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Bloatware is truly awful. Manufacturers fill your shiny new laptop How To Remove Bloatware & Avoid It On New Laptops How To Remove Bloatware & Avoid It On New Laptops Tired of software you never wanted consuming your laptop's resources? Your computer isn't free ad space. Here's how to get rid of bloatware. Read More , phone, or tablet with pre-installed applications to put an extra dollar in their pocket, leaving you a bundle of oft-useless programs taking up space. If it is annoying on laptops with large storage drives, it is downright infuriating finding out your 32GB phone storage is 25% full at purchase.

It is wrong, and we’ve seen some pretty appalling examples of bloatware this year; Lenovo’s SuperFish debacle Lenovo Installs Adware on PCs, Apple & Motorola Exchange Words [Tech News Digest] Lenovo Installs Adware on PCs, Apple & Motorola Exchange Words [Tech News Digest] Lenovo catches Superfish, Apple and Motorola argue, Samsung buys LoopPay, Reddit gives money away, saving video games for posterity, and random places to stick a GoPro. Read More springs to mind. Unfortunately, Microsoft is no saint, either. If you’ve upgraded to Windows 10 you may have noted a number of new applications appearing on your system, seemingly without your permission. Let’s look at how to ease the pressure Decrap My Computer: Remove Unwanted Programs & 'Bloatware' From Your PC Decrap My Computer: Remove Unwanted Programs & 'Bloatware' From Your PC Read More on that awful bloating.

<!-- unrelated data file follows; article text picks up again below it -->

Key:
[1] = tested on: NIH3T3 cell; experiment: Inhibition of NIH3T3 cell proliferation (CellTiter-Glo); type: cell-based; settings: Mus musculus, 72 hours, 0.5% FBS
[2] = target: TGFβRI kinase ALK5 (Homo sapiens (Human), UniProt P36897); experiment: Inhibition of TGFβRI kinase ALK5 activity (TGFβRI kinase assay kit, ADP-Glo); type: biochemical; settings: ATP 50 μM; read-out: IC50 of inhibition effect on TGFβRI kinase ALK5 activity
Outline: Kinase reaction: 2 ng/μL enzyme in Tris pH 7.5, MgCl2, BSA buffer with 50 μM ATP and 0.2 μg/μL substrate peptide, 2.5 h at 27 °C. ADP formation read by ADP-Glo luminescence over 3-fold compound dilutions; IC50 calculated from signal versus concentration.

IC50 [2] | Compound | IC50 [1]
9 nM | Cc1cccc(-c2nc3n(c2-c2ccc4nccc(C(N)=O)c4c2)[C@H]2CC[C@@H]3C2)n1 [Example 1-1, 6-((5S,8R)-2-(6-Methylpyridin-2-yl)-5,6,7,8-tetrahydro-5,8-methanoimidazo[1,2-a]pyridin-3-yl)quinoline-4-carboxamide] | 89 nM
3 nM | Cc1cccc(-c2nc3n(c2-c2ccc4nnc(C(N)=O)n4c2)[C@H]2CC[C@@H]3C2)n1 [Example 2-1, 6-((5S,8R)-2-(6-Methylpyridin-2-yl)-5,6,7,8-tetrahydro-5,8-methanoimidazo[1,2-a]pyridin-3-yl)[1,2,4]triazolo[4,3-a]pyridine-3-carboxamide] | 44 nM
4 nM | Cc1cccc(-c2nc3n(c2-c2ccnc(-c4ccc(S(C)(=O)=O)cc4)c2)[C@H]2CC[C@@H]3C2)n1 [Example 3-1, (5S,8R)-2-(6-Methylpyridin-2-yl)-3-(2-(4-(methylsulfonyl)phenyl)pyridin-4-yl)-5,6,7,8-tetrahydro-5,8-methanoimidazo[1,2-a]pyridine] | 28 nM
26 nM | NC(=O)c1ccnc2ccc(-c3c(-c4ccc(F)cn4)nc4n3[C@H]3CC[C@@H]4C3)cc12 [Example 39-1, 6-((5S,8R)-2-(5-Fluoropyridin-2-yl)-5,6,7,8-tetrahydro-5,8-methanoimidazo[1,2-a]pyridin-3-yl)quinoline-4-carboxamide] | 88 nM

A Brief Uninstall Guide

While Windows 10 does come with a reasonably large amount of bloatware, it is also relatively easy to get rid of it 3 Clever PowerShell Functions After Upgrading to Windows 10 3 Clever PowerShell Functions After Upgrading to Windows 10 Windows 10 brings us a new PowerShell, essentially Command Prompt on steroids. This article shows you how to do the otherwise impossible with PowerShell. And it's easier than you think! Read More . Microsoft has provided us two options: using the traditional uninstall, or by using the PowerShell. First we’ll look at the traditional.

Bloatware doesn’t feature within the System > Apps & Features list you would normally use to uninstall a program. Why would it? Microsoft, and other manufacturers who deliver products with bloatware stand to profit from your using them, so making it easy to uninstall isn’t in their best interest.

The Traditional

By which I mean, you can right-click the application, and select uninstall from the context menu. This appears to work for several apps included in the Windows 10 installation package, such as Money, News, Sports, and a few others clogging up your Start menu.

Windows 10 App Uninstall

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Microsoft has made it simple to remove the more cosmetic items attached to Windows 10, but you’ll quickly find that not all apps are considered equal. Indeed, those apps Microsoft considers part of the core Windows 10 experience will require you to use the PowerShell to hide, or remove.